9. Robert Austell

    Oh – my very favorite ST:TNG episode!!!

    You didn’t go where I thought you were going to, though I very much appreciate your post.

    I love it because it reminds me of the incarnation. Though God has spoken in scripture, the greatest revelation was coming among us so that Jesus and humanity might share a common experience, from suffering to judgment to death to life. The alien in the episode CREATED the Picard and ??? at ??? moment by giving his life to save Picard. And it was THAT shared event that made all the difference.

  10. Ashley Elizabeth

    I have nothing substantive to add other than my heart-felt thank you. You’ve pinpointed exactly why I crave depth to the one Story. Thank you.

  11. Andrew

    Thank you for sharing this, and you are right on! As a “seeker sensitive” Christian who was steeped in Christian culture as a child, I have been mulling this thought over for a long time. The biggest reason that non-christians think we are whacked is that they have no frame of reference to understand our beliefs.

    Primarily, non-Christians who are basically nice people and law-abiding citizens, and don’t understand the concept of sin, don’t see themselves as sinners, and therefore don’t see a need for salvation. They see us talking about sin and salvation and shake their heads the same way the crew of the Enterprise did. I agree that we should not stop using Christian terminology, but we should start relating the grand narrative.

    Many, Many of the most vocal atheists I have had conversations with love to point to the extremely hard-line and utterly impractical edits set forth in Leviticus as proof that the Bible is delusional at best, and evil at worst. However these same people do not know the stories of Jesus’ ministry here on earth, nor His teachings, so they have no understanding that the extreme difficulty of fulfilling the law was the very reason Jesus came to earth. That Jesus was the answer to Leviticus (and the rest of the law) so that be relying on Jesus sacrifice, we don’t have to follow all the Old Testament religious obligations.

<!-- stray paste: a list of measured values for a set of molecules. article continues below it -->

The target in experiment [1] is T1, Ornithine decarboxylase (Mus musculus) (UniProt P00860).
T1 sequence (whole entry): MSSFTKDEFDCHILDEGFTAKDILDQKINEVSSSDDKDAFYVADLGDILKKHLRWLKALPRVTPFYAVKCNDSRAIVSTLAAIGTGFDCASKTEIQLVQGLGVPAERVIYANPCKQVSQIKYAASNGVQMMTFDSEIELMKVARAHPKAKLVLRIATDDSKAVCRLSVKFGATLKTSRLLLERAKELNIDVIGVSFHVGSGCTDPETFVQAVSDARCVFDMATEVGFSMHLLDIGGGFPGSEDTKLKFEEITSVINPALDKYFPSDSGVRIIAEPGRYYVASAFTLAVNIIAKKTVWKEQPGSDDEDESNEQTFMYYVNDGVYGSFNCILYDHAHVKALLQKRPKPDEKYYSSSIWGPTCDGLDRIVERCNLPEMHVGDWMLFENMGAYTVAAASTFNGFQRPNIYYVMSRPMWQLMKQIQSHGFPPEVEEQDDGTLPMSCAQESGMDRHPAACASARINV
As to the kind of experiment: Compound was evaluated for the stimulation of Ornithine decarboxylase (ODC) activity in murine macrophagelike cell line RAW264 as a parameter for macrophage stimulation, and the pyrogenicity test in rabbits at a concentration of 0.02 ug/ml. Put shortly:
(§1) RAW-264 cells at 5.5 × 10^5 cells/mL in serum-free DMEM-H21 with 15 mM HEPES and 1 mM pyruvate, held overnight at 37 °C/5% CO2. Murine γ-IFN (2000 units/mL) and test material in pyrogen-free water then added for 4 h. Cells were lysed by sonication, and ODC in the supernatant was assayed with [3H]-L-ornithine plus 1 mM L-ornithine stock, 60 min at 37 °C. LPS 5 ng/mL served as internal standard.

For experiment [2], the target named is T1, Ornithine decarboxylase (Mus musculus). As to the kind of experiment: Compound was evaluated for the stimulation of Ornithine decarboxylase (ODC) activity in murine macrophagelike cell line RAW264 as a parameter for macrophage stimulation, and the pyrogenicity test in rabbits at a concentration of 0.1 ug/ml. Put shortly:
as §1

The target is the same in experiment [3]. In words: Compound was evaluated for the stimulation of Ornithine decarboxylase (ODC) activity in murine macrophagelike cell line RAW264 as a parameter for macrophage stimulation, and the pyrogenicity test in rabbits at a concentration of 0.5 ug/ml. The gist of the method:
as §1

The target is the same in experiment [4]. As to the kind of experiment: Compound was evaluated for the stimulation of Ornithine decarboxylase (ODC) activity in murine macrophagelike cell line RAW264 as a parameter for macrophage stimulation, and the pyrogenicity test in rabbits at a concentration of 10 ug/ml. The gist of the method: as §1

I think we need to stress that the Bible is a narrative, so taking one part of it out of context is to miss its message.

  12. Becky from NE

    Really like this idea of Jesus’ whole life on this earth as a shared experience that translates GOD into something we can understand (in a limited way). He trained disciples with 3 years of shared experiences. “Zacheus, come down from that tree and let’s go have some dinner”–shared experience. Death–shared experience.

    Perhaps we/I need to speak less of our foreign language, and do more translating by sharing experiences and ourselves with others. Good food for thought.

  13. David

    Following Jesus is like being issued a red shirt on the original Star Trek. It means you’re going to have to die as the story advances.

  14. MichelleG

    What a wonderful post and concept! I, like many others, loved the “no slang word that can substitute for ‘propitiation'”!
    When the Lord called me in college I had quite a time catching on to the Christaineeze. Some of it was valid, ie: I had the toughest time figuring out what was meant by “devotions” or “quiet time” – I just called it “reading my Bible.” I also had a few funny exchanges about terms that describe churches or theology, ie: in response to a question about whether the pastor of my church was “charismatic” I replied “well, he does seem like a people-person…” :o)

    I had never read “propitiation” in my NIV and I remember trying to explain the gospel to someone, grasping for words and stories to explain what I knew in my heart to be true, “its like when the blood of the lamb on the doorposts protected the Israelites during the exodus… its like God doesn’t see my sin because I’m covered in Christ’s blood…” and then a friend chimed in and said “that’s propitiation- He took our sin and punishment and we get His righteousness” – I was so thankful there was a word that summed up all I knew I had gained in Christ! I have never loved a word before that moment.

    You’re right, there’s no slang for propitiation!